The trial of a Redmond couple accused of starving their daughter to death is scheduled to start this week in Deschutes County Circuit Court, and it’s expected to be a long and complex one.
Estevan Adrian Garcia and Sacora Rose Horn-Garcia are the longest-serving inmates in the Deschutes County jail — and by a wide margin. Arrested in April 2017, they’re set to stand trial for aggravated murder in the starvation death of their 5-year-old adopted daughter, Maliyha Hope Garcia.
A pretrial hearing in the high-profile case is scheduled to conclude Monday. Jury selection is scheduled to begin Tuesday and could last several days. The trial is expected to last between seven and eight weeks.
A gag order preventing all parties involved from making statements about the case out of court was signed early on, meaning a lot of new information is expected to come out at trial.
More than 70 people have been named in court documents as potential witnesses.
They include 38 law enforcement officers, several half- and step-siblings of the victim and their school friends.
The parties have agreed to allow several key pieces of evidence, including:
• The medical and dental records of Garcia, Horn-Garcia, Maliyha and the other children who lived in their house.
• Transcripts of interviews with child welfare and adoption authorities.
• Garcia’s employee and timeclock records from his job at a Safeway, including his Safeway Club Card records.
On Dec. 21, 2016, Horn-Garcia called 911 to report Maliyha was sick and not breathing. Emergency responders entered the couple’s home on SW Metolius Place in Redmond and found Maliyha unconscious on the living room floor with her knees bent, her body stiff and her lips blue. Paramedics took over CPR from Horn-Garcia, who was attempting to revive the child when they arrived.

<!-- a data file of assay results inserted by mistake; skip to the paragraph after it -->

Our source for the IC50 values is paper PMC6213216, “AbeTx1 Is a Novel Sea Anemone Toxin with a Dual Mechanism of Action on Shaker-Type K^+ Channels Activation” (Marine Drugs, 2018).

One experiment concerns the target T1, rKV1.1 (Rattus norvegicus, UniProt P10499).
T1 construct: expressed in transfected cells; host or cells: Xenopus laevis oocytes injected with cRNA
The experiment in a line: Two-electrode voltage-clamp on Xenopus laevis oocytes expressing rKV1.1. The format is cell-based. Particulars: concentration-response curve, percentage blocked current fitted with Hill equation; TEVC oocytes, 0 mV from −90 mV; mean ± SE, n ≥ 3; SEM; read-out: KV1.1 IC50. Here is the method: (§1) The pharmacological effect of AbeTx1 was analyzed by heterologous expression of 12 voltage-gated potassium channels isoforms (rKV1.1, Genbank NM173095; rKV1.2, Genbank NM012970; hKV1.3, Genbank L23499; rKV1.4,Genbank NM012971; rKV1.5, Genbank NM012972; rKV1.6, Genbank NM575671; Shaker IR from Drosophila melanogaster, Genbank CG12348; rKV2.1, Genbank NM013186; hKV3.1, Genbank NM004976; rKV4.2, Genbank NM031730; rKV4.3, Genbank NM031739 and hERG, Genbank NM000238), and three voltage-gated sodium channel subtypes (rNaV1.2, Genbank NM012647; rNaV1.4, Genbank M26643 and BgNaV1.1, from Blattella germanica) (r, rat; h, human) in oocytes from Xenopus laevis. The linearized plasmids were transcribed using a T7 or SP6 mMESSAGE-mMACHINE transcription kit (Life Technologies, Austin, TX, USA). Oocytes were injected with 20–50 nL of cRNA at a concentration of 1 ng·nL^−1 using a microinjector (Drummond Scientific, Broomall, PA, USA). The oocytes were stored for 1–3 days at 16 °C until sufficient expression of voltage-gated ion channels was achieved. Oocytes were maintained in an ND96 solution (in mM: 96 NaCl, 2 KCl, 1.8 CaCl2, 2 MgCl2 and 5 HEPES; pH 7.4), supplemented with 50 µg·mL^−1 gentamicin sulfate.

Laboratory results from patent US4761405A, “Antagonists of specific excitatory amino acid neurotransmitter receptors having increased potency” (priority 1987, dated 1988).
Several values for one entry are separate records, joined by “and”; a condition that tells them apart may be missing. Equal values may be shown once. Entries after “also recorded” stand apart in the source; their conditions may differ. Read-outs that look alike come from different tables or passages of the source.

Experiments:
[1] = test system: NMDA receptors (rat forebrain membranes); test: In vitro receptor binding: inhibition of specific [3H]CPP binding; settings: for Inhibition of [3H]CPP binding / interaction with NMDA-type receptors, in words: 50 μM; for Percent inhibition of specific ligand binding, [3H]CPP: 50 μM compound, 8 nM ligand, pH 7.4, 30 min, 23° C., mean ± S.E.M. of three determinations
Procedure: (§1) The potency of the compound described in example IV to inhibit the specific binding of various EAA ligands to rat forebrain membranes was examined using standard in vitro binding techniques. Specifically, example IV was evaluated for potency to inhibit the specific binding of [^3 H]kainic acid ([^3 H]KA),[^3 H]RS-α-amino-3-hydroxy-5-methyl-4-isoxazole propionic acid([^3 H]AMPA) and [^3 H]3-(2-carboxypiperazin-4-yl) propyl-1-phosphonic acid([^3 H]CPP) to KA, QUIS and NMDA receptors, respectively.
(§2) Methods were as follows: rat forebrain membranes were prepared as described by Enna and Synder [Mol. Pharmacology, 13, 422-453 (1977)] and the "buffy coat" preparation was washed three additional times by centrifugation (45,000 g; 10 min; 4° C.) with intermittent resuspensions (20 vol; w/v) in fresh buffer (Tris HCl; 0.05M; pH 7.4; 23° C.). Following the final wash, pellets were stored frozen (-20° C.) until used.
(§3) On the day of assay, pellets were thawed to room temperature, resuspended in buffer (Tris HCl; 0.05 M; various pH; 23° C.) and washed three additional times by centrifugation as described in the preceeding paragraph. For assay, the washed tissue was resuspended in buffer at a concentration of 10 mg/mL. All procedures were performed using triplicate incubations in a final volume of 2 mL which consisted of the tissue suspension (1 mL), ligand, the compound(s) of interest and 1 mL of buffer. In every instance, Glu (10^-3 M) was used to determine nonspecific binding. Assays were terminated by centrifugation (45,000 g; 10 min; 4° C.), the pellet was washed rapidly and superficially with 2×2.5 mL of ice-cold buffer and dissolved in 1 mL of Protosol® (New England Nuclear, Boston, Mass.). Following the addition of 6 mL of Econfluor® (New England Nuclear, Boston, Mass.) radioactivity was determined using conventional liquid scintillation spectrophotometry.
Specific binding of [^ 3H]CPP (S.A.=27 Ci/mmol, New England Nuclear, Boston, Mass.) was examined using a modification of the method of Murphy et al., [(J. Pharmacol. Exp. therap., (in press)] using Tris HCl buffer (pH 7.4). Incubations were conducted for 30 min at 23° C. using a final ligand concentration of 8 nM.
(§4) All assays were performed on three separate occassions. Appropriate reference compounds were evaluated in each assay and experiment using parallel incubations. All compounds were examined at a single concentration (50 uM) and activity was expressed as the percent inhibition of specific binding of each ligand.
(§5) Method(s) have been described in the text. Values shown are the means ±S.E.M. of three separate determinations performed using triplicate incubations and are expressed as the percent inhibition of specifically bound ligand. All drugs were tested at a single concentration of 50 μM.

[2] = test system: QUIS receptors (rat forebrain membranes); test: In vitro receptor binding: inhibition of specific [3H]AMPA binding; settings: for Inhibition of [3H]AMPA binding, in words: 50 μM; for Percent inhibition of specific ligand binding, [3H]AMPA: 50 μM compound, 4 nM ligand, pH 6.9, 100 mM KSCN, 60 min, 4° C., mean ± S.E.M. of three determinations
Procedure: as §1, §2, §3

Medical staff at St. Charles Redmond was able to obtain, but not maintain, her pulse. She was pronounced dead at 12:29 p.m.
An autopsy was conducted the next day. At the time of her death, Maliyha was 3 feet, 2 inches tall and weighed 24 pounds — measurements that put her in the 0.1 percentile for children her age.
The state asserts that Maliyha’s adoptive father, Garcia — her biological uncle — and his wife essentially starved the girl to death and failed to seek medical care when she fell ill.
The defense will argue that’s not what happened. According to court documents, defense attorneys will likely assert Maliyha lived the life of a happy, normal child and interacted with many children and their parents. She came into contact with a number of adult professionals, many of whom are mandatory reporters.
“None of those adults made reports or expressed concern that Maliyha was being starved or subjected to abuse/mistreatment,” wrote Jon Weiner, attorney for Garcia, in a document filed in June.
Maliyha was born in California with methamphetamine in her system. Child welfare authorities soon located Garcia for possible foster placement, and he went through the application process and brought the girl to Oregon to live with his family.
Judge Beth Bagley will preside.
Kandy Gies will be the lead prosecutor for the state.
— Reporter: 541-383-0325, email@example.com